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Second temporary modular housing building in Richmond set to open in July

Residents expected to move in this summer.
A temporary modular home close to Bridgeport Canada Line Station is set to open in a couple months.

Residents of Richmond’s second temporary modular housing (TMH) building are expected to move in early July, a few months after originally planned.

Tenants for the supportive housing building will be selected by a committee – a group that will identify people in need in the community – and from the BC Housing’s supportive housing registry.

The TMH was initially supposed to open this spring, but there have been some “slight delays” in the construction, which BC Housing said was because of building permit coordination.

According to the 2020 Homeless Count in Richmond, 85 people are homeless, which represents a 21-per-cent increase since 2017.

“This site will provide much-needed safe and supportive homes for people experiencing or at risk of homelessness in Richmond,” said BC Housing.

The new three-storey modular structure will have 40 self-contained units – each with a private kitchenette and washroom – at 2520 Smith St., just south of the Bridgeport Canada Line Station and across the street from Costco.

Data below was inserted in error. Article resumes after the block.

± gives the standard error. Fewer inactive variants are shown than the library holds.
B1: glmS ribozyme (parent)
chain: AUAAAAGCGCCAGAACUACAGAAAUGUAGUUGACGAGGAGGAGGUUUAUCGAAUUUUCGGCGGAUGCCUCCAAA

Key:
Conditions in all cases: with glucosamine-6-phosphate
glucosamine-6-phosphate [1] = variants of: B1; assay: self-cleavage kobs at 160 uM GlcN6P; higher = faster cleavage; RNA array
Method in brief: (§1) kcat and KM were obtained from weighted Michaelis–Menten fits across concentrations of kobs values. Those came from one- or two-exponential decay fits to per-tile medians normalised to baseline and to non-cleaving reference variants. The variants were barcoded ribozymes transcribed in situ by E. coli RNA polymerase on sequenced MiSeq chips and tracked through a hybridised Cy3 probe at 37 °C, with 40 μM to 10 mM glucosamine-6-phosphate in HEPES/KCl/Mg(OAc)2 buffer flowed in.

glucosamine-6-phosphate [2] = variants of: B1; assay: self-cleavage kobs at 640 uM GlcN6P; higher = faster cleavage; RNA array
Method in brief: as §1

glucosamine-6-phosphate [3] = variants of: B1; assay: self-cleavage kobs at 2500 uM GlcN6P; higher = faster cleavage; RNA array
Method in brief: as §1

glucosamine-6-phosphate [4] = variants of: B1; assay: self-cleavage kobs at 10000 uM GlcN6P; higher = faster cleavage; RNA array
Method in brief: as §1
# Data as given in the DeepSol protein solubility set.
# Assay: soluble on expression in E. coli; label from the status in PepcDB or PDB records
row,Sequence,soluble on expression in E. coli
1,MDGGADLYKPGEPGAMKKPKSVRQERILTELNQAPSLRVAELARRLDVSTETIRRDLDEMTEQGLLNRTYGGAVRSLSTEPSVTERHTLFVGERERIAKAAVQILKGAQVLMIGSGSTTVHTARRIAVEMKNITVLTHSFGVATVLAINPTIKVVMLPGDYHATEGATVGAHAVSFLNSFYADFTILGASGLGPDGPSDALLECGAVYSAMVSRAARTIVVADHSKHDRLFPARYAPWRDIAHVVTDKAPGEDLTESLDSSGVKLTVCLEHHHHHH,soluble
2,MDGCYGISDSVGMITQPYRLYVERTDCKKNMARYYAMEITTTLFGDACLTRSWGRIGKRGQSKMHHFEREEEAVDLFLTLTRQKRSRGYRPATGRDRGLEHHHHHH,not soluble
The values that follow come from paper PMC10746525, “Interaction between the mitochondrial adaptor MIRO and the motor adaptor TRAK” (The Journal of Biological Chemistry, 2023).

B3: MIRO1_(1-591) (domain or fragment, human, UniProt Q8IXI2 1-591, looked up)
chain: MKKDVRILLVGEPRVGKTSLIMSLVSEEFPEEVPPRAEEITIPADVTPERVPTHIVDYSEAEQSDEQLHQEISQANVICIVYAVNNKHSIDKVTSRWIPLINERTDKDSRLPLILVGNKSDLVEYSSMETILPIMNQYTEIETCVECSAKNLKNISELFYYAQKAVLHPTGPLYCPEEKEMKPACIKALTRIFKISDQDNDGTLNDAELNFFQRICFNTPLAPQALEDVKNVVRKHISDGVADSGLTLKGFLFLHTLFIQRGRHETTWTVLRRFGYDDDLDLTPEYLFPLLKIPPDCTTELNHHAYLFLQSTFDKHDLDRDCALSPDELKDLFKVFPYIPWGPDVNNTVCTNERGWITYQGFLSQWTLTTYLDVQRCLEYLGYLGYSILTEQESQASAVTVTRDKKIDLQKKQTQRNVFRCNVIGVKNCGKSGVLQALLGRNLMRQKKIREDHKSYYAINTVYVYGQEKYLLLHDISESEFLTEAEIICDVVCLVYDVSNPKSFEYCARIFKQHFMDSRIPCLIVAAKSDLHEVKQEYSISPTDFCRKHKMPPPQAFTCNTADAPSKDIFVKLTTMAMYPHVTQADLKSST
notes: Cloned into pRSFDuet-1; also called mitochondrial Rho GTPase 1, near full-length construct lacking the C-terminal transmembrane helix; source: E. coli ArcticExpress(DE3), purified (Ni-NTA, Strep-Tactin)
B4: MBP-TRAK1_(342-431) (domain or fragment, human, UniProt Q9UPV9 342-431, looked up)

The first TMH opened three years ago on Alderbridge Way and is operated by RainCity. It faced fierce opposition from the neighbourhood during the planning stages.

This second TMH hasn’t had any notable opposition.

Around-the-clock staffing is planned at the new TMH

The non-profit Community Builders will operate the new TMH with staff onsite 24/7. The residents will also have access to health and mental health workers.

Daily meals, life skills training, employment assistance and access to health supports will be provided for the residents.

This supportive housing building will replace Richmond’s temporary Emergency Response Centre, located at the former Minoru Place Activity Centre, which has housed vulnerable people during the COVID-19 pandemic.

The new TMH will be in place for about three years until a permanent option arises.

The provincial government, through BC Housing, is providing $8.6 million through the Homelessness Action Plan for the project and an annual operating subsidy of about $1.4 million.

Meanwhile, the City of Richmond is offering a $250,000 grant and city-owned land for the building.

-with files from Maria Rantanen